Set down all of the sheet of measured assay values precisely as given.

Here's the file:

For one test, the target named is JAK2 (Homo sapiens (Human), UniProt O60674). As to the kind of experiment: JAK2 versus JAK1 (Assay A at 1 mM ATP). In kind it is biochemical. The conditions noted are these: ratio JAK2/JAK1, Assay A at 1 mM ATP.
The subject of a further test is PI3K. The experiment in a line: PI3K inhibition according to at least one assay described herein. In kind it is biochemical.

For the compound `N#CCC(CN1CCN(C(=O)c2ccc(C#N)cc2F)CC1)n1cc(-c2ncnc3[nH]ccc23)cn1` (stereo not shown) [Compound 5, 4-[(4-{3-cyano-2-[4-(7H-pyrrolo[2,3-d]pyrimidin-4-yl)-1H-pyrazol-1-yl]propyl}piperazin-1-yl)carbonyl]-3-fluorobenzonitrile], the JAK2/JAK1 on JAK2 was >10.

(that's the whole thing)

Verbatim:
For one test, the target named is JAK2 (Homo sapiens (Human), UniProt O60674). As to the kind of experiment: JAK2 versus JAK1 (Assay A at 1 mM ATP). In kind it is biochemical. The conditions noted are these: ratio JAK2/JAK1, Assay A at 1 mM ATP.
The subject of a further test is PI3K. The experiment in a line: PI3K inhibition according to at least one assay described herein. In kind it is biochemical.

For the compound `N#CCC(CN1CCN(C(=O)c2ccc(C#N)cc2F)CC1)n1cc(-c2ncnc3[nH]ccc23)cn1` (stereo not shown) [Compound 5, 4-[(4-{3-cyano-2-[4-(7H-pyrrolo[2,3-d]pyrimidin-4-yl)-1H-pyrazol-1-yl]propyl}piperazin-1-yl)carbonyl]-3-fluorobenzonitrile], the JAK2/JAK1 on JAK2 was >10.